This brings me to my next mental flow-chart..... Again, this goes back to something that we saw numerous times in training. During practically every medical training session I have ever sat through, there is reference to a graph that is supposed to represent the emotional roller coaster that is our Peace Corps service. Basically it tells us that ups and down are normal and it gives it to us as a function of time in 3 month increments. It says that we should expect to go through a variety of emotions based on cultural shock, homesickness, physical illness, loneliness, effectiveness in work, cultural barriers, and lots of other things that make us ride that roller coaster. Reflecting on my ups and downs, I think that chart has been pretty accurate, but I’d like to propose another chart from the volunteer perspective… that is a chart of MOTIVATION as a function of time. It’s actually very simple to visualize. It starts out at a plateau, where I’d categorize motivation as “very high” or “eager”... Then somewhere around the 12 month mark (coinciding with emotional lows, per the PC emotional roller coaster chart), motivation takes a sharp nose dive and lingers somewhere around “ambivalence” ... Getting further into the second year of service, I’d say there’s a slight rise around the 15th month to “renewed motivation but with lack of energy”... and then from months 18-24 there is a steady decline in motivation until you finally reach the final low point of “lack of interest in anything but staring at walls, reading, and swatting flies into my screen door with my fly swatter.”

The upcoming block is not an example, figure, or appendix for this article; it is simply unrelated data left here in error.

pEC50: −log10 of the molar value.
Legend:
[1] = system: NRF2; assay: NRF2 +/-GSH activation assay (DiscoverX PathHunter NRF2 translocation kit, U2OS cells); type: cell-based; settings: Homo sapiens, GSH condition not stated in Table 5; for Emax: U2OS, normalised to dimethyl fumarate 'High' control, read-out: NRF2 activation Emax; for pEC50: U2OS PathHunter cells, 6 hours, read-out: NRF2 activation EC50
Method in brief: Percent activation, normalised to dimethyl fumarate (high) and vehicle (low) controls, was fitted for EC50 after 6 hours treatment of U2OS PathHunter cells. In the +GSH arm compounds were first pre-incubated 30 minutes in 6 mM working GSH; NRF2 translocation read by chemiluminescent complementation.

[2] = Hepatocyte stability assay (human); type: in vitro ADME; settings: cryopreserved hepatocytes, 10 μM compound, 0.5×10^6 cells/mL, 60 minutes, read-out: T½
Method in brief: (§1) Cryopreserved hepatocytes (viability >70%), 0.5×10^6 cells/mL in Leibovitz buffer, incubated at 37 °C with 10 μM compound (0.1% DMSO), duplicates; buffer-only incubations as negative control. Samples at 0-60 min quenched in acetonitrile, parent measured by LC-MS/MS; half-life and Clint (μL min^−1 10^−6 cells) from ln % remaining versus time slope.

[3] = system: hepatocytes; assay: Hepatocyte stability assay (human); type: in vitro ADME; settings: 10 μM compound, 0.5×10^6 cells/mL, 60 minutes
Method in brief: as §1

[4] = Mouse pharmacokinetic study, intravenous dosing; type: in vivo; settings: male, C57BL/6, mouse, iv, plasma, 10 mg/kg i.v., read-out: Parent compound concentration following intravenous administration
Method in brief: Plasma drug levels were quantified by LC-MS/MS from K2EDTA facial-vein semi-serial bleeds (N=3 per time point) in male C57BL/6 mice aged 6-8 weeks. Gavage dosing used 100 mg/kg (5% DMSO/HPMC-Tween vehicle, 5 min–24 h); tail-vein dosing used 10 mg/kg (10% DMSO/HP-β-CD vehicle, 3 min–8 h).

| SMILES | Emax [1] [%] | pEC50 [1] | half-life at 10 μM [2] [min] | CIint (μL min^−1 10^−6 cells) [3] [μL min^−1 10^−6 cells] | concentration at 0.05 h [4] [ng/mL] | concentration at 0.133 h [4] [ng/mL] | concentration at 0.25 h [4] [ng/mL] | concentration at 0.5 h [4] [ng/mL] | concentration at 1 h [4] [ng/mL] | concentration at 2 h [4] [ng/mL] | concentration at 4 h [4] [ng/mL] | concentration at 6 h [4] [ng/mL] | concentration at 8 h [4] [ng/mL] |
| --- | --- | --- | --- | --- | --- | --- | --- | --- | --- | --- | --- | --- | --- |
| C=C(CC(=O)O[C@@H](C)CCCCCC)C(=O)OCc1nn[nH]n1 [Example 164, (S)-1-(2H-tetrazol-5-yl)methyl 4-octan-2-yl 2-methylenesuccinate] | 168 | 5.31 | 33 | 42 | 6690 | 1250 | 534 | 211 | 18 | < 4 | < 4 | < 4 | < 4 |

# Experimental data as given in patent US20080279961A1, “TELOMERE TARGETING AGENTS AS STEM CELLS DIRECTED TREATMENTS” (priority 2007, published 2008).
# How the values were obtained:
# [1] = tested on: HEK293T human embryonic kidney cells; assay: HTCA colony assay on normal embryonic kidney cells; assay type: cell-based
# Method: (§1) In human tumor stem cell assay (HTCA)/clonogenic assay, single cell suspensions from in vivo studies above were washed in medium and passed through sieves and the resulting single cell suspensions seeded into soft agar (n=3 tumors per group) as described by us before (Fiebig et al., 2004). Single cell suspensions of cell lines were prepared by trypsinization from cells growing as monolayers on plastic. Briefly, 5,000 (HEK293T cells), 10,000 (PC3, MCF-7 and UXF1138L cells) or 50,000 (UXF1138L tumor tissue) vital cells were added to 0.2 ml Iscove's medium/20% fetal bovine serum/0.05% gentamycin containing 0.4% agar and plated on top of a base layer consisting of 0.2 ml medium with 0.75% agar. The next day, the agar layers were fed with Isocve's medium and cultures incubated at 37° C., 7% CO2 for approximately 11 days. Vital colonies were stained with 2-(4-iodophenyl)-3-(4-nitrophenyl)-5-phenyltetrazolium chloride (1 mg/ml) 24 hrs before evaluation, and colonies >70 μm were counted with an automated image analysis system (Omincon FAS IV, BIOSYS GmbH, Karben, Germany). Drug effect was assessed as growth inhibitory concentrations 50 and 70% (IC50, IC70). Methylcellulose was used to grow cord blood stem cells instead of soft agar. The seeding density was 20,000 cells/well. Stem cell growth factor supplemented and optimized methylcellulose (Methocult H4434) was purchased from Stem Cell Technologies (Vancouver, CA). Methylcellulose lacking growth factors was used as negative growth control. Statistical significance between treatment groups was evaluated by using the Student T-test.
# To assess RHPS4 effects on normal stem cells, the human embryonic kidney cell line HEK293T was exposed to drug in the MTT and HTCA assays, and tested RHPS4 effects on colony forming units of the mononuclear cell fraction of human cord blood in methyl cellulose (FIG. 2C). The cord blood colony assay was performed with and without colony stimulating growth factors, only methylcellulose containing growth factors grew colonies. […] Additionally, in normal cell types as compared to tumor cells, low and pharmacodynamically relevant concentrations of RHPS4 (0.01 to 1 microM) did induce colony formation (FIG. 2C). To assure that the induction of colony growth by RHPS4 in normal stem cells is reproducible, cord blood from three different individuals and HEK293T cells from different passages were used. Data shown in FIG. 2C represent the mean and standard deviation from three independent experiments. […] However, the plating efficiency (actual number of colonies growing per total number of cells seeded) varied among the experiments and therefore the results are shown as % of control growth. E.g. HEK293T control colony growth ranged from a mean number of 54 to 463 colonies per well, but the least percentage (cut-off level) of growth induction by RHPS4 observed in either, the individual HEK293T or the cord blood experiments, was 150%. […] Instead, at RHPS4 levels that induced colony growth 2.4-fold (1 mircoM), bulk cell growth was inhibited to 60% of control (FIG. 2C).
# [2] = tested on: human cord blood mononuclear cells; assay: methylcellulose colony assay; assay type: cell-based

To summarize these statistical reviews of my time and emotions, I’d say that I’m just about ready to come home. And that I am pleased, but slightly terrified, that I can still pass five hours on a bus with the thoughts in my head, such as the analysis of my life by percentages and flow charts.